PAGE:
While reading Ibsen’s play, A Doll’s House one cannot help but notice the powerful underlying theme. Ibsen develops the theme, the emancipation of a woman, by emphasizing the doll marriage, and the problems that such a marriage caused.
In Act I, there are many clues that hint at the kind of marriage Nora and Torvald have. It seems that Nora is a doll controlled by Torvald. She relies on him for everything, from movements to thoughts, much like a puppet that is dependent on its puppet master for all of its actions. The most obvious example of Torvald’s physical control over Nora is his teaching her the tarantella. Nora pretends that she needs Torvald to teach her every move in order to relearn the dance. The reader knows this is an act, and it shows her submissiveness to Torvald. After he teaches her the dance, he proclaims “When I saw you turn and sway in the tarantella – my blood was pounding till I couldn’t stand it”(Isben 1009), showing how he is more interested in Nora physically than emotionally. When Nora responds by saying “Go away, Torvald! Leave me alone. I don’t want all this”(Isben 1009), Torvald asks “Aren’t I your husband?”(Isben 1009). By saying this, he is implying that one of Nora’s duties as his wife is to physically pleasure him at his command.
Torvald also does not trust Nora with money, which exemplifies Torvald’s treating Nora as a child. On the rare occasion when Torvald gives Nora some money, he is concerned that she will waste it on candy and pastry as one would worry about a child. Nora’s duties, in general, are restricted to caring for the children, doing housework, and working on her needlepoint. A problem with her responsibilities is that her most important obligation is to please Torvald, making her role similar to that of a slave.
The problem in A Doll’s House lies not only with Torvald, but also with the entire Victorian society. Females were confined in every way imaginable. When Torvald does not immediately offer to help Nora after Krogstad threatens to expose her, Nora realizes that there is a problem. By waiting until after he discovers that his social status will suffer no harm, Torvald reveals his true feelings, which put appearance, both social and physical, ahead of the wife whom he says he loves.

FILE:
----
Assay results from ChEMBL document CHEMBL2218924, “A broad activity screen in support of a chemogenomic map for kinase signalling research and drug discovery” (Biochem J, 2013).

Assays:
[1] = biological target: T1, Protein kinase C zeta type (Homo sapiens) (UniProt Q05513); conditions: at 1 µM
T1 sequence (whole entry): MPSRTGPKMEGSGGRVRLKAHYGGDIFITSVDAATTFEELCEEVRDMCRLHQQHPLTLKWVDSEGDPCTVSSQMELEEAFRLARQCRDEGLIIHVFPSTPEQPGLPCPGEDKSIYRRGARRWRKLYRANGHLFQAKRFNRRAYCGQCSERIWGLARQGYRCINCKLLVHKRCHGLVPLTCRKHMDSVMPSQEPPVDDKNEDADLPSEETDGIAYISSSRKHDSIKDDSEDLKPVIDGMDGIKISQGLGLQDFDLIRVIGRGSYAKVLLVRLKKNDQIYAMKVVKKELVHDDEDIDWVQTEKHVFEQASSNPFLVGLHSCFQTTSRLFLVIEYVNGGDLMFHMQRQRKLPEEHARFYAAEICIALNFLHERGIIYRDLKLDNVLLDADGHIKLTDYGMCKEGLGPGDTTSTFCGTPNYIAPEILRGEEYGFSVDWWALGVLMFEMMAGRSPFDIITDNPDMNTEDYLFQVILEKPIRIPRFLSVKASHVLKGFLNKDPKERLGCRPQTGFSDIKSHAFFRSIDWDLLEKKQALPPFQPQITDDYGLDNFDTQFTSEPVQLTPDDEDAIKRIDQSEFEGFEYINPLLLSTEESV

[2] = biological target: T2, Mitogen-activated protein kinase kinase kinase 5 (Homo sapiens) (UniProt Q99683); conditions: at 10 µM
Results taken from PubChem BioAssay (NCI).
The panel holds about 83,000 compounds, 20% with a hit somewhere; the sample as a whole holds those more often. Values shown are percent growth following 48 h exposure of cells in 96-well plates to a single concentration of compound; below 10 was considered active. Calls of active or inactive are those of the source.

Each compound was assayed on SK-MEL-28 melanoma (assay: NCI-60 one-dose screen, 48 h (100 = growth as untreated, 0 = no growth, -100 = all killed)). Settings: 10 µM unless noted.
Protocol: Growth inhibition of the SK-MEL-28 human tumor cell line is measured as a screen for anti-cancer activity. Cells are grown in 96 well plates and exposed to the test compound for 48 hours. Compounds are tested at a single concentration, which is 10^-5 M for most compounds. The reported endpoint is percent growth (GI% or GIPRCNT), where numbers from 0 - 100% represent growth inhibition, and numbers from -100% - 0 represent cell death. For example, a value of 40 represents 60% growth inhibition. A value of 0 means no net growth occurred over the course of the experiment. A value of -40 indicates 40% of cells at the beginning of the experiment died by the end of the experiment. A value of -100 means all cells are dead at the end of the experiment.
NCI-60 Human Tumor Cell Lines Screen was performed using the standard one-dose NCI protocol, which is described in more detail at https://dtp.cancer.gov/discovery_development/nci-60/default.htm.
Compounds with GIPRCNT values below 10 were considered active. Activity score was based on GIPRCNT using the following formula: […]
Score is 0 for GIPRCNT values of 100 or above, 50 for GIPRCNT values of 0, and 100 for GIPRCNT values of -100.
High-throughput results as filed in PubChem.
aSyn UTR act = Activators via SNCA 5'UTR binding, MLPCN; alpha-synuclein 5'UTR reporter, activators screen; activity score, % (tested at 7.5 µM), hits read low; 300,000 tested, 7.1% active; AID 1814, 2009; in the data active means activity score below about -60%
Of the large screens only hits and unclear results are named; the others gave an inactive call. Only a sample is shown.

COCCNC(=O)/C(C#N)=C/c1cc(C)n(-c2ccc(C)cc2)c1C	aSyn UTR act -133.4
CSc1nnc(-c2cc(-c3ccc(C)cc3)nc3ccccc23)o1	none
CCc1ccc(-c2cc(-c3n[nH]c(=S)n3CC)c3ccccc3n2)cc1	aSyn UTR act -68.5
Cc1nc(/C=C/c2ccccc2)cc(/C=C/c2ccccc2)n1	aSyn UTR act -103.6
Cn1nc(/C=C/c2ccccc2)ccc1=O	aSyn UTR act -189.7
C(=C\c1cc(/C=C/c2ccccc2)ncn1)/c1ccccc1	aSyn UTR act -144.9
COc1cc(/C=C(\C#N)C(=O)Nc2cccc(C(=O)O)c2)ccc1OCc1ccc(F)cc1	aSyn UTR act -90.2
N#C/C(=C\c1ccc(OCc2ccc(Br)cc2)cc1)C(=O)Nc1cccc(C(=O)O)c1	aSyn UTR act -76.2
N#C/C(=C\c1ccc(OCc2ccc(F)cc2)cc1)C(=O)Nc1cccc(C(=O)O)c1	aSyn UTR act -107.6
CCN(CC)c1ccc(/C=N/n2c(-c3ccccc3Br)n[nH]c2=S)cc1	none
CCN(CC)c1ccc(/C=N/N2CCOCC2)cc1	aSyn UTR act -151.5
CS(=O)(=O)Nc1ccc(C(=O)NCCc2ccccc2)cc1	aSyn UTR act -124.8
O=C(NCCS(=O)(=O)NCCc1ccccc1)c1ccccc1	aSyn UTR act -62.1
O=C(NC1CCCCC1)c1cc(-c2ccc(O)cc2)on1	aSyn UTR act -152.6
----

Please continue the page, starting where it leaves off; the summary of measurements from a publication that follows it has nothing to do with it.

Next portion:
Comparing the Escape Theme in Raise the Red Lantern, Handmaid’s Tale, and Doll’s House
Raise the Red Lantern, The Handmaid’s Tale, A Doll’s House: Freedom Through Escape
Women have suffered as the result of harassment and discrimination for centuries. Today, women are able to directly confront their persecutors through the news media as well as the legal system. Three important literary works illustrate that it has not always been possible for women to strike back. In Raise the Red Lantern, The Handmaid’s Tale, and A Doll’s House, the main female characters find ways to escape their situations rather than directly confronting the problem.
Songlian, the main character in the foreign film Raise the Red Lantern, finds unusual ways of dealing with her oppression. For example, Songlian often takes her stress out on her maid, Yan’er. Whenever Songlian feels the need to relieve her tension, she screams at Yan’er. Songlian’s treatment towards her maid results in a bitter rivalry between the two and ultimately leads to the death of Yan’er. Instead of expressing herself publicly, Songlian chooses to keep her emotions bottled up or take them out on Yan’er. Another example of this concept occurs when Songlian becomes intoxicated. Due to her unfortunate situation, Songlian chooses to drink an enormous amount of alcohol on her birthday. In her mind, she feels that she has nothing to look forward to in life. So Songlian escapes real life by drinking. This is yet another example of Songlian’s feeble attempt to escape her troubles. Furthermore, Songlian’s outlook on life becomes so bleak that she literally goes insane. Since she witnessed the death of the third mistress, she confirms her fear that there is no escaping her situation. Thus, she drives herself crazy. Therefore, we can see that Songlian uses techniques to try and escape her fate.
The next work, entitled A Doll’s House, deals with Nora, the main character, struggling to achieve happiness in life. While Nora lives with her husband, Torvald, she pretends to be happy and satisfied with life, but in reality, Nora lacks purpose in her life. For eight years, she never discusses her situation with Torvald because she does not want to face the truth about herself. Nora feels obligated to live her life as a caring mother and an obedient wife. Also, Nora pretends to be happy for a reason. Whether she knows it or not, Nora tries to be the ideal wife and mother by letting herself be governed by the laws of society.